Cheech and Chong's Next Movie Review: The Humor Buzz Wears Off Quickly

The movie plays like a dress rehearsal of an outline.
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With the counterculture comics going mainstream on the strength of the funny songs and routines from their comedy albums, it was no surprise they eventually made their way to the movies with Up in Smoke, which saw them strike box-office (Acapulco) gold with the first stoner comedy, making back 22 times the film's budget. That success gave them even greater creative control, which may have been a mistake.  Next Movie clearly needed an outside force to focus and edit the fellas because the humor buzz wears off quick.

Next Movie doesn't so much have a plot as it just finds scenes to insert Cheech and Chong, no longer going by the names Pedro and the Man but still playing those same characters, and lets them cause chaos, but it rarely works.  And while they work best as a duo, they are split up about halfway through the movie.  Chong has to hang out with Cheech's cousin from Texas, Red (also played by Cheech), while Cheech waits at home for his girl, Donna (Evelyn Guerrero).

That's not to indicate there aren't laughs.  There's a self-inflicted explosion, a funny/gross scene in a van where Cheech ingests things he shouldn't, and two silly songs about Mexican Americans.  Plus, there's a great supporting cast, such as Paul Reubens, Edie McClurg, and Michael Winslow.  Unfortunately, too many scenes flounder, making the movie play like a dress rehearsal of an outline. 

The video has been given a 1080p/MPEG-4 AVC displayed at an aspect ratio of 1.85:1.  The colors look good with reds standing out.  The image has good depth.  Film grain is apparent throughout and when they drive their van around after giving it a low-rider treatment, the grain looks like scurrying insects against the blue sky.  During this sequence, vertical lines can occasionally be seen along right side.  The audio is available in English Mono DTS-HD MA.  Dialogue is clear.  Songs have good fidelity.  When Chong terrorizes the neighborhood, his electric guitar is very loud without distorting.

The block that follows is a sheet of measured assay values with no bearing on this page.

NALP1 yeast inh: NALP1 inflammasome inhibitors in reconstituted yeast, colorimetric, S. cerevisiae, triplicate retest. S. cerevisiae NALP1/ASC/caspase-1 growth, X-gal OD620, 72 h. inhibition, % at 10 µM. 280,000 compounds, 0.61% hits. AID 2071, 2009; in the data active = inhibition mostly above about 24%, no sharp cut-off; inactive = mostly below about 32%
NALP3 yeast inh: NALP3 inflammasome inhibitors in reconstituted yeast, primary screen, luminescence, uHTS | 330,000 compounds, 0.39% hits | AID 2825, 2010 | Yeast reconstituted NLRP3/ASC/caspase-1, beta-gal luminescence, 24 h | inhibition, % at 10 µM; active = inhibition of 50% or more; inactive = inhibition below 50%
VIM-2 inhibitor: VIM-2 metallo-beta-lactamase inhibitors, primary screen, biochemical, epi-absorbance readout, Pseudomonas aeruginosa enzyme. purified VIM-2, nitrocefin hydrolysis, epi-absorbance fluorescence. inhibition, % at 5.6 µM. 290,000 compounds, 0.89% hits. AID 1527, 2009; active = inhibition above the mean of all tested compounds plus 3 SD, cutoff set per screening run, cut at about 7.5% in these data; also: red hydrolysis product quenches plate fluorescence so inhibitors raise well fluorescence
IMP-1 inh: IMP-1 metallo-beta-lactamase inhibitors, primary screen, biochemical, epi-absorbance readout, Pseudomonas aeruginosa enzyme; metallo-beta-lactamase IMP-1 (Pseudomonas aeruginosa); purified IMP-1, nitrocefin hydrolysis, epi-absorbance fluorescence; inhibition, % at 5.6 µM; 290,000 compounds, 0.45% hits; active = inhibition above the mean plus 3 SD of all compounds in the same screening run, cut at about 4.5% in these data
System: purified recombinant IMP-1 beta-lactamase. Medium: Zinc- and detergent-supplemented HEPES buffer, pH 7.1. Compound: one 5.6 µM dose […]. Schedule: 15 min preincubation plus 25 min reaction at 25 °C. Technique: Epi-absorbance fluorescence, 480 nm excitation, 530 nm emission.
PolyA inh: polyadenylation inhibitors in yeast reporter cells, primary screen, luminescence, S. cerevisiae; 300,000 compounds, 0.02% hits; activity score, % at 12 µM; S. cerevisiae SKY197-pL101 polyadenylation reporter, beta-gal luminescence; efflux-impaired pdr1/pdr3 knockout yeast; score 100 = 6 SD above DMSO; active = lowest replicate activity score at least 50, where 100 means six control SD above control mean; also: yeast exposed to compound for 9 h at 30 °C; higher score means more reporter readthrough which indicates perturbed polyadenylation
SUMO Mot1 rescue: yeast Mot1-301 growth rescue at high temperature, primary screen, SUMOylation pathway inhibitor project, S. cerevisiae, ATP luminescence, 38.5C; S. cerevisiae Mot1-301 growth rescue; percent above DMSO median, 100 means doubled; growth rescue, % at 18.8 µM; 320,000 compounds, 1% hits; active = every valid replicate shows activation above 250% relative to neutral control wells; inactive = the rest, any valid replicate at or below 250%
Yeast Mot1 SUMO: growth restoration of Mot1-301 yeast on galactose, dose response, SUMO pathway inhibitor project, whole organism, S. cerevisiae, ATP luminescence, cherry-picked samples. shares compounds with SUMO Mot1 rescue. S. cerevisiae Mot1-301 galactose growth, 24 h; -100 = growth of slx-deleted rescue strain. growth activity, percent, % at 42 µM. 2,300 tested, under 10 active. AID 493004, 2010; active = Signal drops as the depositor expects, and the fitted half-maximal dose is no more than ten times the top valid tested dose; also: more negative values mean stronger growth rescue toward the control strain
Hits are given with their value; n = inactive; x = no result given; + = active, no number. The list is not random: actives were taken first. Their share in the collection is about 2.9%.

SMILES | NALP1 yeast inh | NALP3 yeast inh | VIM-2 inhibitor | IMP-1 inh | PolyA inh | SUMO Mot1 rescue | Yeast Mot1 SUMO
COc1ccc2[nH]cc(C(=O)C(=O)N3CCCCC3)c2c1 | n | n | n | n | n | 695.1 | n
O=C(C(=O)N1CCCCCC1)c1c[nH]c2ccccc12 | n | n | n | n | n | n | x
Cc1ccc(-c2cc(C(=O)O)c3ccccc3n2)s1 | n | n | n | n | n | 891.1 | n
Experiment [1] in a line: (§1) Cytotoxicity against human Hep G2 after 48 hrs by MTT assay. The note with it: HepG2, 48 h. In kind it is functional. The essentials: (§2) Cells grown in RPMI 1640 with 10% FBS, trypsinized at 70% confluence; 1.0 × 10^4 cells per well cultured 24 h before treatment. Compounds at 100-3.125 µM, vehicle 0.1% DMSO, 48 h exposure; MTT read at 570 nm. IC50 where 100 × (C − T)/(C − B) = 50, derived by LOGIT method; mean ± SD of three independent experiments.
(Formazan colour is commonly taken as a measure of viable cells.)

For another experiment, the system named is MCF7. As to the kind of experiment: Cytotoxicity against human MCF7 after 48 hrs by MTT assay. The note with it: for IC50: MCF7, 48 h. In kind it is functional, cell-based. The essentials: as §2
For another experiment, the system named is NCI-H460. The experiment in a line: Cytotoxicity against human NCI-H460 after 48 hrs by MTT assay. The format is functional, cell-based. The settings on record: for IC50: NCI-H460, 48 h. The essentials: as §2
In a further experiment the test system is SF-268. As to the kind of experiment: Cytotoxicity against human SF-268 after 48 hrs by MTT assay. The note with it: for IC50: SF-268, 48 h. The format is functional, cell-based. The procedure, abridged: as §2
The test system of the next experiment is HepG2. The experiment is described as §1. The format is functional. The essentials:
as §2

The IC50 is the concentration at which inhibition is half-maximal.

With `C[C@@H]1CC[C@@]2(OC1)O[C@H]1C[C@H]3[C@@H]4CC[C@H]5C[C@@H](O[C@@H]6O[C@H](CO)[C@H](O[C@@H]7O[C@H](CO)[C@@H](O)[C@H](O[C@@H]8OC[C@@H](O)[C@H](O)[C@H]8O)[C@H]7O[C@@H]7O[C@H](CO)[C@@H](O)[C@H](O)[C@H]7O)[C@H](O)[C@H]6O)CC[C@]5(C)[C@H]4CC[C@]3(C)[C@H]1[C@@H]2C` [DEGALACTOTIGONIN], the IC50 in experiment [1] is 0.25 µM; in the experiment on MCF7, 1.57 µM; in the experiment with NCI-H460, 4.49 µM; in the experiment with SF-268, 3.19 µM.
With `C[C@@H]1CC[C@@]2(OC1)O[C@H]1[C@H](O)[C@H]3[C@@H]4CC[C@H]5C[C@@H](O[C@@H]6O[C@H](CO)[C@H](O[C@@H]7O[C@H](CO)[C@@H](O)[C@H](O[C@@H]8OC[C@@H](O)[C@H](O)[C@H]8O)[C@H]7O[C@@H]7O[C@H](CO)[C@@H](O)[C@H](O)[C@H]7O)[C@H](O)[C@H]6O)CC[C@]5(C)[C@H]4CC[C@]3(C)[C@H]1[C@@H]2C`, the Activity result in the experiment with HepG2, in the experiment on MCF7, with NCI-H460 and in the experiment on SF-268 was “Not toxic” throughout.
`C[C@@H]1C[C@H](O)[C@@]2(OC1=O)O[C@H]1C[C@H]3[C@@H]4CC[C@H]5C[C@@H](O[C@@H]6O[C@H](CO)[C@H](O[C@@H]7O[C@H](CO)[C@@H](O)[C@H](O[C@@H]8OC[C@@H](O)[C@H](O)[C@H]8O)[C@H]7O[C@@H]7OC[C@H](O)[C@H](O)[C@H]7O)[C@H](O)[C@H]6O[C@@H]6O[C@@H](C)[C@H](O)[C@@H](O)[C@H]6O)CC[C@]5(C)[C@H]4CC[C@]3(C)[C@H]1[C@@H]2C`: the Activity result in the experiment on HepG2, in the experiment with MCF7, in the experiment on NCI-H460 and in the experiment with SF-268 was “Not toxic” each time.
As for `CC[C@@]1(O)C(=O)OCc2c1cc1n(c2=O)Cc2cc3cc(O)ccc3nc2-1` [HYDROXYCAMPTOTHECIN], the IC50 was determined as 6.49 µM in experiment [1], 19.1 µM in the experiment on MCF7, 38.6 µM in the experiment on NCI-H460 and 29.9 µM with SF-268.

The Blu-ray comes with a few extras.  "Interview with Cheech Marin" (HD, 19 min) finds the co-star/co-writer talking about making the film and the duo's transition from records.  Surprised Chong, who also directed the film, isn't here.  A commentary track by them had great potential.  There is also a Theatrical Trailer (HD, 2 min) and Radio Spots (Audio only, 5 min).

Cheech and Chong's Next Movie might be good to have on in the background while partying with friends, but its loose, improv approach fails to deliver throughout its runtime. Most of the laughs occur during the first half of the film.  Fans should be happy with the Blu-ray's technical specs, although the limited special features will have them hungry for more.

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